back to top
Monday, June 24, 2024
7.5 C

Simcha Fisher: Wounded by silence

Most read

PHOTO: Unsplash/Kristina Flour

The following testimony is from a friend who has suffered. She has pinpointed something that so many are missing, as we wrestle our way through the latest wave in the Catholic Church’s abuse and cover-up scandal. Whatever your hobby horse is — gay people, libertines, intolerance, the demands of celibacy, the dearth of women, the errors of Vatican II — whatever it is you choose to focus all your wrath on, you’re missing something huge: It’s an institutional conspiracy of silence that gives power to predators and takes it away from victims of abuse, and it’s a conspiracy that is busy on all levels, from petty to catastrophic. Listen to what my friend says:

This week I have written three letters, one to my pastor, one to my bishop, and one to the superior of [name redacted] religious sisters. The past year has been an absolutely hellish year thanks to the harassment, bullying, and ultimately isolation my family has been a victim of from our own diocese.

This all began because I reported a relatively small incident of harassment, when the secretary of the school made crass comments to me, saying that I needed to ‘close my legs’ when my husband came home to solve my problem (apparently having too many kids). All things considered, this incident was minor, though it certainly needed to be addressed.

- Advertisement -

However, as I reported this through the chains of command, the harassment became worse and worse. The principal, a nun, expelled my family with no warning, no explanation, no history of any problem whatsoever. When I sought help in the diocese, they confirmed her expulsion, explaining that as a private institution they had no legal right to me to provide explanation, and if I sued them they would ‘burn me’.

Over the course of the following months, despite no provoking from me whatsoever, they wrote us letters threatening us and intentionally isolating us. They even banned us from using the bathrooms at the church.

Meanwhile, the pastor knew they and the nun were lying and admitted this in private meetings (with a witness) and just asked that I play along. I wrote to the bishop numerous times pleading with him to intervene, telling him I was writing as his spiritual daughter but that this church was making us into enemies.

On the other end, I was very close to the order, one year into a three-year process discerning to be a member of their third order actually. So in addition to writing the bishop I was desperately trying the avenue of writing to the superior of the sister’s order. The principal was lying about us and claiming false harassment claims, threatening to arrest us. It all had escalated so quickly while being completely unprovoked by us. And the reality was that the bishop or superior could have stopped it at any point and I received not a single acknowledgement or response from either.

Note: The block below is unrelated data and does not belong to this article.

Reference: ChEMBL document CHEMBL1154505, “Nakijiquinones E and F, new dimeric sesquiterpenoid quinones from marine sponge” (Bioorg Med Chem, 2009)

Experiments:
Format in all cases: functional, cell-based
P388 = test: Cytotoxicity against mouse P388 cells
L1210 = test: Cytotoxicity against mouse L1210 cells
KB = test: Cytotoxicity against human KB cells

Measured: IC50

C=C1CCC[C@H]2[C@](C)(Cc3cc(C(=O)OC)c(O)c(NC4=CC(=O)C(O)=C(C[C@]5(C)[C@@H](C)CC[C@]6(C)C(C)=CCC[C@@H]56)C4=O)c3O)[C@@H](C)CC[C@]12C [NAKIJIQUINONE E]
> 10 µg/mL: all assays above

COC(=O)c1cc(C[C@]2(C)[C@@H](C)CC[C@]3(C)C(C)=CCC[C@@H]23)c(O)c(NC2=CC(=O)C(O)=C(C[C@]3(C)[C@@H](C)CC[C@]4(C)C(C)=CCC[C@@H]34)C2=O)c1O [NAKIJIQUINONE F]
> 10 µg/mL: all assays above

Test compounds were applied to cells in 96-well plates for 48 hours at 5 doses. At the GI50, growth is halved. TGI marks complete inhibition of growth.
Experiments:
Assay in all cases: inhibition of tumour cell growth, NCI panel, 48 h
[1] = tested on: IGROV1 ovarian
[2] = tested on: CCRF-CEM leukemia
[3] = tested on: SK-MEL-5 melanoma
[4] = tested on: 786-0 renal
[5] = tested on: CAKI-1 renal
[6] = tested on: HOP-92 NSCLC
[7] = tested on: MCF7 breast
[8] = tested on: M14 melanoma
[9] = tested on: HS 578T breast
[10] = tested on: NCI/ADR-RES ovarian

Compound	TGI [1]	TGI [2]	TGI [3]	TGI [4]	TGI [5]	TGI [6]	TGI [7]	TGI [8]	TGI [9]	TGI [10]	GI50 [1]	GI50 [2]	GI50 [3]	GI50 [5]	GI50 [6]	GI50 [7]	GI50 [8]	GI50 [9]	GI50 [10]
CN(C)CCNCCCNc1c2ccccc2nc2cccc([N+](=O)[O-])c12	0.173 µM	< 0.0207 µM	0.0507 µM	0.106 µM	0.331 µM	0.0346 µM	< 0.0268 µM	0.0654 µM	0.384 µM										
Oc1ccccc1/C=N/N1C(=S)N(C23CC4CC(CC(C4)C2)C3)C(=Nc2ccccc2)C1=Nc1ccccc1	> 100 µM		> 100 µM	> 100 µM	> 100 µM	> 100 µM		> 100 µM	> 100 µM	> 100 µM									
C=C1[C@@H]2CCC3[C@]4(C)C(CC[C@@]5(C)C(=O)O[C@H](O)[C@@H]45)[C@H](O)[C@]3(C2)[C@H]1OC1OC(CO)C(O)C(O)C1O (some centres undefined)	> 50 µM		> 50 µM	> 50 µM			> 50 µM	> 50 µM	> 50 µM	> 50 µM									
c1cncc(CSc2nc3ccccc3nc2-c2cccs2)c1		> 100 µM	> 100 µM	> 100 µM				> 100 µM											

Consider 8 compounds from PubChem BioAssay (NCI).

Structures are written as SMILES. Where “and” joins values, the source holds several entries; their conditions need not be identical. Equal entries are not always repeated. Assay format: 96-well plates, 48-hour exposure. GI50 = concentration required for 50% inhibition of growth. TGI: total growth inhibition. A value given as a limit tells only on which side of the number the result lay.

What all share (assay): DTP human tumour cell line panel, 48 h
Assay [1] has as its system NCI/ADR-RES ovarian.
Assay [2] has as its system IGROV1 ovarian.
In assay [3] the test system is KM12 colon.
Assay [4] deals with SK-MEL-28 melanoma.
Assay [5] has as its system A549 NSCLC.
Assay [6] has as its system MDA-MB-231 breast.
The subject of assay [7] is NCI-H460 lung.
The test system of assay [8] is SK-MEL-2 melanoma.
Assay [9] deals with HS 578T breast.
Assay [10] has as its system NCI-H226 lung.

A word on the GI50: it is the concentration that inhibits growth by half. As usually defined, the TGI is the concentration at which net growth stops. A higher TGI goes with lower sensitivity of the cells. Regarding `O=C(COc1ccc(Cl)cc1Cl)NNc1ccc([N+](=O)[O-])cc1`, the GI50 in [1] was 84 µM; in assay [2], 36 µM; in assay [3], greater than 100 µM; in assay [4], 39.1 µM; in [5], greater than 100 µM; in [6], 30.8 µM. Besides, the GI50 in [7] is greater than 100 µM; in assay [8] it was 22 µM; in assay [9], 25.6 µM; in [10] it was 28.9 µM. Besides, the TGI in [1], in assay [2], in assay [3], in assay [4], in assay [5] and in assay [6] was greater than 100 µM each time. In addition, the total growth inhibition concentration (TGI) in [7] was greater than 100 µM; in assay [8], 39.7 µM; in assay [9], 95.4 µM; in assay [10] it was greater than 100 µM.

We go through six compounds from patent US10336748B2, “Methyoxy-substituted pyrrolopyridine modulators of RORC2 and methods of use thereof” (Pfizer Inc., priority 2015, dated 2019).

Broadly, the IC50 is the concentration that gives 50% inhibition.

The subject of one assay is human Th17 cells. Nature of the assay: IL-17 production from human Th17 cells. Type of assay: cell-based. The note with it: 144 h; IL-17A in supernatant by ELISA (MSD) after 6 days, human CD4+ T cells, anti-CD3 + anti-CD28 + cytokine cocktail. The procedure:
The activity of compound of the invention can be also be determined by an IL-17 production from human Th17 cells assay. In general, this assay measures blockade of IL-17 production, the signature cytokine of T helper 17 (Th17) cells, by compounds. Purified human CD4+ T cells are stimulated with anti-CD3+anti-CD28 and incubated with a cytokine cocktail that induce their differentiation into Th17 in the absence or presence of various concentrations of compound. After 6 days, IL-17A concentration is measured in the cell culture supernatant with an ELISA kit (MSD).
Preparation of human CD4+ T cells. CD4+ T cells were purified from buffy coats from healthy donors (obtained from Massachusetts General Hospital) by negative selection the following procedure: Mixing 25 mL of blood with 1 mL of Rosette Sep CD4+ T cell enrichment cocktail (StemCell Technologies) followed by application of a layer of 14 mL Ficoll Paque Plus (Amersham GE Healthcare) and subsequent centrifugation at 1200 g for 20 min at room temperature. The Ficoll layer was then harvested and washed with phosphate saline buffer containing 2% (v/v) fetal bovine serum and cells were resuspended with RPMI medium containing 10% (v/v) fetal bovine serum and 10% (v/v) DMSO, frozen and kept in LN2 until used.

I was still very naive, thinking it all was some misunderstanding and not understanding why they couldn’t just come to the table and reconcile this problem. It took a very long time to finally see how intentional their actions were. These expositions of the cover-ups in the last month have been exactly identifiable to me.

I think with the recent scandals, if the focus was just on the sexual deviance that caused the original wounds of the victims, we lose so much of the battle. The focus must also be on the clericalism and system of dissimulation that caused this. That is where we will win. If we attack the system, pedophiles and abusers will still have their inclinations, but they will have them without the protection and abilities to act and prey that they’ve enjoyed for so long.

I am a rape survivor and a survivor of molestation. While I can only speak from my experience and not speak for everyone, my rape was so much easier to heal from than the wounds the Church has created for me. And I think reflecting on why gives insight into how to help other rape victims.

And these are the things that stand out, regarding why I was able to heal with less damage from that: 1. I had justice. 2. I had community. 3. I had faith. What happened to me was not done in secret. I was kidnapped, violently tortured, escaped, went to the hospital and the authorities found my perpetrator and prosecuted him. He was arrested and is still serving a life sentence in prison.

Why? Because I had physical bruises, because people could identify the crime. It’s sad but true.

So many other victims of rape and abuses that were silenced will tell me, “Your story is awful,” but I tell them, no, the story of those victims who suffered in silence is far worse. The “drama” of my story makes it identifiable. The silence of children who are quietly molested makes them internalise that shame. The silence is damaging. Often it is said that abuse comes from voicelessness, from powerlessness. And I learned this.

Because I was not voiceless, because my perpetrator received justice, because my community supported me so much, I was able to cope. THOSE things are what the Church (and every institution) can provide its people. Justice, a voice, accountability and community support. If those things are provided, then even navigating rape and molestation become so doable.

The silence is what kills. It’s what makes the victim internalise the shame that is not rightfully theirs. The silence of the Church has shattered me. They robbed me of my community and of my voice, and they stood between my faith and me. And they did it intentionally.

- Advertisement -
- Advertisement -